120 Items

Analysis & Opinions - Belfer Center for Science and International Affairs, Harvard Kennedy School

Questions from Quarantine: Hurricane Season and COVID-19

The Security and Global Health Project is proud to present a weekly web series with Security Mom Juliette Kayyem and Medicine Mom Dr. Margaret Bourdeaux. Each week our experts will answer your questions from quarantine and give you advice on staying sane and sanitary in a global crisis. We hope you'll join our Moms every Tuesday and if you have a question that you want answered tweet with #QuestionsFromQuarantine.

COVID19 Virus

Image by PIRO4D from Pixabay

Paper

COVID-19 and the Preexisting Weaknesses and Tensions Within Our Emergency Management Regime

    Author:
  • Timothy Perry
| July 06, 2020

In the modern history of the United States’ response to disasters, the COVID-19 pandemic stands out as uniquely deadly and widespread, posing an emergency simultaneously in all fifty states and killing Americans in each of them, while causing a tumultuous national economic downturn with job losses unseen since the Great Depression. To combat the virus, local, state and federal agencies launched a robust emergency response, unprecedented in its scale. Although unprecedented, these response efforts also revealed—indeed, magnified—many of the weaknesses and tensions extant within our emergency management regime.

This article identifies and analyzes several of those weaknesses and tensions. Overall, it concludes that while emergencies may be “locally executed, state managed, and federally supported,”1 the federal government must play a central and catalytic role in harmonizing national policy across the federalist system, and ensuring that states cooperate rather than compete with one another. The article proposes policy changes that would improve the United States’ approach to all threats and hazards while better integrating emergency management into the larger homeland security enterprise.

Paper

Crisis, Issues, and Risk: An Issues Management Model for Businesses

    Author:
  • Jasjeet Ajimal
| June 2020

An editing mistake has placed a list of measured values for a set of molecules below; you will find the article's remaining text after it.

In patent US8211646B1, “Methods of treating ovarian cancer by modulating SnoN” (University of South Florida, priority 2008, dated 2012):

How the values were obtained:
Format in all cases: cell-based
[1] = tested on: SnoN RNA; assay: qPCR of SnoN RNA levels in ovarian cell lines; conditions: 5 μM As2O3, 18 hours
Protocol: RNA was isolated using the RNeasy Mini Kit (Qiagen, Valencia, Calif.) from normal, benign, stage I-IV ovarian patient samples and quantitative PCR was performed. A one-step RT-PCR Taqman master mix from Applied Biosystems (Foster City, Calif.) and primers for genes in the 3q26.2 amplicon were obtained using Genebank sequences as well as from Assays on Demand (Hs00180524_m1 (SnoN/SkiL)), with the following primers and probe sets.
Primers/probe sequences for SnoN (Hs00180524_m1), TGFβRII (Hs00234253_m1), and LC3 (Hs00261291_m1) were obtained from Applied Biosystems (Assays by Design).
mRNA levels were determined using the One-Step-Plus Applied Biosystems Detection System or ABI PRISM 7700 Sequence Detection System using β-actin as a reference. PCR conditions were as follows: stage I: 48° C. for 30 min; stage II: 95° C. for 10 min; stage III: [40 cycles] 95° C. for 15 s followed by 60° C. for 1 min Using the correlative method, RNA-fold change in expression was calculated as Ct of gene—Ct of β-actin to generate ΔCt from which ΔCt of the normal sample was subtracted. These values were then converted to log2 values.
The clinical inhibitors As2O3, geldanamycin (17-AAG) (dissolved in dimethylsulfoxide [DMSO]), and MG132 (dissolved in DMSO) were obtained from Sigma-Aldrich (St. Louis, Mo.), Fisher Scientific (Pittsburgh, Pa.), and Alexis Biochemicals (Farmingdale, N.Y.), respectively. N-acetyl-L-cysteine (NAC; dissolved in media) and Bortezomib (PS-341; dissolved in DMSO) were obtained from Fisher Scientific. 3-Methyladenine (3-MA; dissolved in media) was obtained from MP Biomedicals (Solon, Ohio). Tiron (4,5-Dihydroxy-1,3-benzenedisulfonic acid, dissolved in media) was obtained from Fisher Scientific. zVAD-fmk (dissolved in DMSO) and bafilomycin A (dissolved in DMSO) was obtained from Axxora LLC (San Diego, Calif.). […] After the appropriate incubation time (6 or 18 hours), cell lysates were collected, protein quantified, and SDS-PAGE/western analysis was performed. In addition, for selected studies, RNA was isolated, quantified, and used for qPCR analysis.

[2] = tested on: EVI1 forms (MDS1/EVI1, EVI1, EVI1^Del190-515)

When a crisis occurs, be it a hurricane, forest fire, or a pandemic­, highly skilled disaster teams are on standby to assess situations, deploy resources, and coordinate amongst multiple organizations allowing the fastest possible recovery. Every crisis manager asks similar questions when confronted with a significant issue. Successful crisis managers utilize a similar thought process, one that can be replicated when dealing with any crisis. 

Donald Trump tours a section of the border wall

AP/Evan Vucci

Analysis & Opinions - The Atlantic

Trump Turns the U.S. into an Outcast

| June 25, 2020

Juliette Kayyem points out that despite the good works of many elected officials, the heroic efforts of nurses and doctors, and months of dutiful hand-washing, social-distancing, and mask-wearing by millions of Americans, the United States is being judged by its sickest states and most reckless politicians. Becoming a global pariah isn't just embarrassing: It could also limit Americans' economic activity and freedom of movement in ways that citizens of the world's leading power are unaccustomed to seeing.

A "Black Lives Matter" sign is seen during protests on Saturday, June 13, 2020, near the Atlanta Wendy's where Rayshard Brooks was shot and killed by police Friday evening following a struggle in the restaurant's drive-thru line in Atlanta. 

AP Photo/Brynn Anderson

Analysis & Opinions - Just Security

Statement of Homeland and National Security Leaders

| June 15, 2020

We pledge to be allies in the work to heal the wounds of racism, injustice, and oppression. To implement positive and lasting progress we must come together and unite behind the ideals of this nation’s founding—that we are all created equal and deserve equal treatment under the law.